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Tinsley Ellis

“Red clay is what you see here in Georgia,” says Tinsley Ellis of the inspiration behind his new album, Red Clay Soul. “That’s what the ground looks like. I wanted an album that depicted the sound, look, and feel of the region.” Saturated with that ambiance, the disc brings together Ellis’ signature heart-crushing lyrics, stinging ... ...

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Gretchen Menn

Gretchen Menn stands alone. One might argue that she’s the female counterpart to Steve Morse. Both are aviators, both play ungodly guitar, and both are ersed in the European traditions of the Classical period. This was the era that spawned composers Haydn, Mozart, Beethoven, Salieri, and so on. Both Menn and Morse are also big ... ...

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Lamar Sorrento

As the title of his latest might just hint, Lamar Sorrento isn’t expecting to break into the big time or sweep the Grammys with this disc. That’s OK, because it’s all too good for mainstream. Sorrento is a Memphis-based folk artist, guitarist, and songwriter with a healthy history of self-released albums. And this collection is ... ...

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Melissa Carper and Sad Daddy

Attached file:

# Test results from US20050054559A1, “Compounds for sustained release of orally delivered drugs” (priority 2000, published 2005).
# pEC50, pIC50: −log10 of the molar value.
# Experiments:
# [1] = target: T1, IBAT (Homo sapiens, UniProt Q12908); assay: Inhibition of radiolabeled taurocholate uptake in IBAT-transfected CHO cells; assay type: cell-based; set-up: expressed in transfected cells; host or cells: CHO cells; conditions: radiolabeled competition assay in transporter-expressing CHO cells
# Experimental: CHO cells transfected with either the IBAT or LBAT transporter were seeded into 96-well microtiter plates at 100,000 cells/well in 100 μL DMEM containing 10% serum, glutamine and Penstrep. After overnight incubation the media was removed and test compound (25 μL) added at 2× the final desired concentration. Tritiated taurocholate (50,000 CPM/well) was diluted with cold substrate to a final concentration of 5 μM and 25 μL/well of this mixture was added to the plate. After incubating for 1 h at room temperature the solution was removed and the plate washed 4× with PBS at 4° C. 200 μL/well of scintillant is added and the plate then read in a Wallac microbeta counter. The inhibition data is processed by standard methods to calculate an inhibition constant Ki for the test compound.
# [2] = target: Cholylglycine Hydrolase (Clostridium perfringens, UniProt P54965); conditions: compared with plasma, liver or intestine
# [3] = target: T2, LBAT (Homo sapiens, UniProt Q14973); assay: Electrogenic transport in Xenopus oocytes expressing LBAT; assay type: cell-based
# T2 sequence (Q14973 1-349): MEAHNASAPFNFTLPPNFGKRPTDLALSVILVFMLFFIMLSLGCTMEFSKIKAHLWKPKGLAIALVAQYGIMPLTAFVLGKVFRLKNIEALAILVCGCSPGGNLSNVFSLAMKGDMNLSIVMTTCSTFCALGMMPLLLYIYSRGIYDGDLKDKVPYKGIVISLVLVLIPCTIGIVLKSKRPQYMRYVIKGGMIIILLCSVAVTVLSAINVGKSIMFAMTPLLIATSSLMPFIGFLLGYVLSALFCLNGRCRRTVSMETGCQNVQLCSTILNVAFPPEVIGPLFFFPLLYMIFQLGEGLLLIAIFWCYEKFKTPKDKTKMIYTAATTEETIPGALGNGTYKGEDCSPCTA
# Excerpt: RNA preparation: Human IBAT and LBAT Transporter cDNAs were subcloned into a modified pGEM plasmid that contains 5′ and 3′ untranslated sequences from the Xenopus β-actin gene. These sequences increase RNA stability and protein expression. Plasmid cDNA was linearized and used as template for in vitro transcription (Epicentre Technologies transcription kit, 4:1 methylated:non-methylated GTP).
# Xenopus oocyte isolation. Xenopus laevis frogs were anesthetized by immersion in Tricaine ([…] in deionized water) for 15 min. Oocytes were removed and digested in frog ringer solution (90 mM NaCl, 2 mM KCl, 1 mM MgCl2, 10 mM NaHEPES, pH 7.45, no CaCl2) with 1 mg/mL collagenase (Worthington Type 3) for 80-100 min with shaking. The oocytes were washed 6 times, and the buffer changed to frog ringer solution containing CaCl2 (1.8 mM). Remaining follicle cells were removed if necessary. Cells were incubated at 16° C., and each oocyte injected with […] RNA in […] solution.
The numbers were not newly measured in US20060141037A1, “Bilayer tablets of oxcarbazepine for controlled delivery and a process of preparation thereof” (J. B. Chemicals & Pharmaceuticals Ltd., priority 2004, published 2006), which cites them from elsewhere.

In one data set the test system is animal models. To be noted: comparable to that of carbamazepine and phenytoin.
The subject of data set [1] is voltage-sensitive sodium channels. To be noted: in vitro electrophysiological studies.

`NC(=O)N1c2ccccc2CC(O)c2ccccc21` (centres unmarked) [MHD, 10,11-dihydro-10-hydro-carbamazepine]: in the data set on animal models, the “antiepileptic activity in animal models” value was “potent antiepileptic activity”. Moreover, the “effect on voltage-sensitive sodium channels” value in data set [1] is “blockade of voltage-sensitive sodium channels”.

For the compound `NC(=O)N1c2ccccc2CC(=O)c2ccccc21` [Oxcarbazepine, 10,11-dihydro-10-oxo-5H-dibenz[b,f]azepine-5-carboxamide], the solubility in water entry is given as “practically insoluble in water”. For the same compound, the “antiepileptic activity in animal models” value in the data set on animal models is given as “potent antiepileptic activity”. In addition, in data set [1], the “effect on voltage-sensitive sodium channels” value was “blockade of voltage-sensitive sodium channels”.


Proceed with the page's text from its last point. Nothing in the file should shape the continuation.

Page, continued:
With her bass making a dependable, rhythmic anchor, Melissa Carper sings like a bird soaring “where the wind blows high above the trees,” as Bob Dylan said. It’s tricky to wear both hats, but in her hands even a ballad like her own “Bedtime In Texas” has a heartbeat of a rhythm running underneath. Supported ... ...

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Stéphane Wrembel

There’s plenty of Gypsy jazz guitarists who can play more notes at faster tempos than Django Reinhardt, but few can truly match the master in inventiveness, melody, and sheer swing. Stéphane Wrembel is one of the rarities. Coming from a background of rock and roll, he first learned to play in Django’s style from Romany ... ...

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Roy Buchanan and Tom Principato

In 1972, Roy Buchanan shook up the guitar world with his self-titled debut album. The tones he extracted from his ’53 Tele, his facility with eclectic repertoire and techniques, from country to blues to rock – all confirmed rumors of an obscure virtuoso playing The Crossroads bar in Maryland. Since the 48-year-old’s death in 1988, ... ...

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Felix Martin

Sometimes six strings just ain’t enough. Venezuelan Berklee alum Felix Martin uses 14 and sometimes 16 strings to explore the contrapuntal galaxy of progressive melody and rhythm. Sounding like a Chapman Stick player, Martin totes a real guitar – but with a lot more strings! A left-handed guitarist, he designs his own instruments to create ... ...

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